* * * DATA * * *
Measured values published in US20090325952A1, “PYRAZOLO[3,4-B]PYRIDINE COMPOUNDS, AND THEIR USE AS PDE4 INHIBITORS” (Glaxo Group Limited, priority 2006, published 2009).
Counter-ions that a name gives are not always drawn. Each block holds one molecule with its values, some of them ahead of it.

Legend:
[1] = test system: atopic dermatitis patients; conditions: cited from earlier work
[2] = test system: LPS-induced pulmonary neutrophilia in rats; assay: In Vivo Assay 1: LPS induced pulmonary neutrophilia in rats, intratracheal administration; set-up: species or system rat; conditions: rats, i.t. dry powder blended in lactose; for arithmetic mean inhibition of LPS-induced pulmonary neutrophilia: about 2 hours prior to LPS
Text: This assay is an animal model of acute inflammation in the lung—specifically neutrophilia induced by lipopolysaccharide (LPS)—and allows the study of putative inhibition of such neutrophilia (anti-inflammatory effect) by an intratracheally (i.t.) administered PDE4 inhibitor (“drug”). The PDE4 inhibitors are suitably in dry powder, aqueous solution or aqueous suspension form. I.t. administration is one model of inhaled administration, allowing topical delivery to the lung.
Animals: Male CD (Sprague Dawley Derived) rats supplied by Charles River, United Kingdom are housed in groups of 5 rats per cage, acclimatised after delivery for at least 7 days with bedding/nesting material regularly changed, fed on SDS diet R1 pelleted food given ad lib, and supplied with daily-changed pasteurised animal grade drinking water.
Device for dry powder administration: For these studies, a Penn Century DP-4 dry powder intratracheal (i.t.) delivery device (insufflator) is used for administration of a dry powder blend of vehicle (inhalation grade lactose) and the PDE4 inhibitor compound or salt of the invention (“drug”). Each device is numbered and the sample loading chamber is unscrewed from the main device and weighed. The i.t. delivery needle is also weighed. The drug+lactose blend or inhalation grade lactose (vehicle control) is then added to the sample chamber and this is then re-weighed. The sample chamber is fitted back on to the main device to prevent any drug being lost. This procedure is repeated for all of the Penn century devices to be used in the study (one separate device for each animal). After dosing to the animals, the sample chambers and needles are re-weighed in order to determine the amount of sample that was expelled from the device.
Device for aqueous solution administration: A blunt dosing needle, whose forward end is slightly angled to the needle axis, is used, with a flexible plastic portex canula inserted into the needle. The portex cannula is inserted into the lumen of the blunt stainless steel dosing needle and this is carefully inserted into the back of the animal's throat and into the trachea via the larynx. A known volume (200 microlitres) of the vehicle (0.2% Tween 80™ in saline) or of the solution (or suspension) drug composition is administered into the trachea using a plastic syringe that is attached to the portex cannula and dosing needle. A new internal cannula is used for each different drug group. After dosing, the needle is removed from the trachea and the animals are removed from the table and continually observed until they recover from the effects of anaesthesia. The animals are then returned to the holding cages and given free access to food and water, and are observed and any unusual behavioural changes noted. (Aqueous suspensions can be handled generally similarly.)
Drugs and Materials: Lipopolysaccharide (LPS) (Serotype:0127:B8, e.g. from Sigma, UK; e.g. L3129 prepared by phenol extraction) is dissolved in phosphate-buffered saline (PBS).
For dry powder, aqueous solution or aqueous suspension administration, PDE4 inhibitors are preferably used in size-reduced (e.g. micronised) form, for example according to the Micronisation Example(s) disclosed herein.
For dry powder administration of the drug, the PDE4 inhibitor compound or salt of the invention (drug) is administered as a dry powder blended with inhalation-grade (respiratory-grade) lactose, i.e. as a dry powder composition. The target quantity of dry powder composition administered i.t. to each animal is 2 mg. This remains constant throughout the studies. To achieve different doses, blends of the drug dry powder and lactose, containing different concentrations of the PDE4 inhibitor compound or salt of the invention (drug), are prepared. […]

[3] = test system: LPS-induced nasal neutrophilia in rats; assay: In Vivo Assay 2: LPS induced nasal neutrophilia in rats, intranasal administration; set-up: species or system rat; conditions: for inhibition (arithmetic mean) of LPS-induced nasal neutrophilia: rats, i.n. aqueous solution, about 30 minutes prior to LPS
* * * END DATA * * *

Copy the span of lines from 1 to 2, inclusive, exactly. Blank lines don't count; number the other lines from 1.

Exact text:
Measured values published in US20090325952A1, “PYRAZOLO[3,4-B]PYRIDINE COMPOUNDS, AND THEIR USE AS PDE4 INHIBITORS” (Glaxo Group Limited, priority 2006, published 2009).
Counter-ions that a name gives are not always drawn. Each block holds one molecule with its values, some of them ahead of it.